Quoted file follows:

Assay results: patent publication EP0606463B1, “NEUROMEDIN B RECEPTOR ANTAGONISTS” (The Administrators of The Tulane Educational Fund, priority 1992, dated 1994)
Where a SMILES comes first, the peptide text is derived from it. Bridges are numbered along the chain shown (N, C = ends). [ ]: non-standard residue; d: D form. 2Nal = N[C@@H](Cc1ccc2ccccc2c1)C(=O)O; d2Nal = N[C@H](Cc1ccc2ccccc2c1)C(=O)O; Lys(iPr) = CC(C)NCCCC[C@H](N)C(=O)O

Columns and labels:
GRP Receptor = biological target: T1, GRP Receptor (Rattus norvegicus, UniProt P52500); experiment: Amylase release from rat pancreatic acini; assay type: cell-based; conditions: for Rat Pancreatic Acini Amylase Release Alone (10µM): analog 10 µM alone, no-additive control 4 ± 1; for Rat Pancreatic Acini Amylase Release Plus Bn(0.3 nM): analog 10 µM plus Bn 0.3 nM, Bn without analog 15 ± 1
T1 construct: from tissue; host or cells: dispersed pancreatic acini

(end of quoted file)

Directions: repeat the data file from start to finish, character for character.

Assay results: patent publication EP0606463B1, “NEUROMEDIN B RECEPTOR ANTAGONISTS” (The Administrators of The Tulane Educational Fund, priority 1992, dated 1994)
Where a SMILES comes first, the peptide text is derived from it. Bridges are numbered along the chain shown (N, C = ends). [ ]: non-standard residue; d: D form. 2Nal = N[C@@H](Cc1ccc2ccccc2c1)C(=O)O; d2Nal = N[C@H](Cc1ccc2ccccc2c1)C(=O)O; Lys(iPr) = CC(C)NCCCC[C@H](N)C(=O)O

Columns and labels:
GRP Receptor = biological target: T1, GRP Receptor (Rattus norvegicus, UniProt P52500); experiment: Amylase release from rat pancreatic acini; assay type: cell-based; conditions: for Rat Pancreatic Acini Amylase Release Alone (10µM): analog 10 µM alone, no-additive control 4 ± 1; for Rat Pancreatic Acini Amylase Release Plus Bn(0.3 nM): analog 10 µM plus Bn 0.3 nM, Bn without analog 15 ± 1
T1 construct: from tissue; host or cells: dispersed pancreatic acini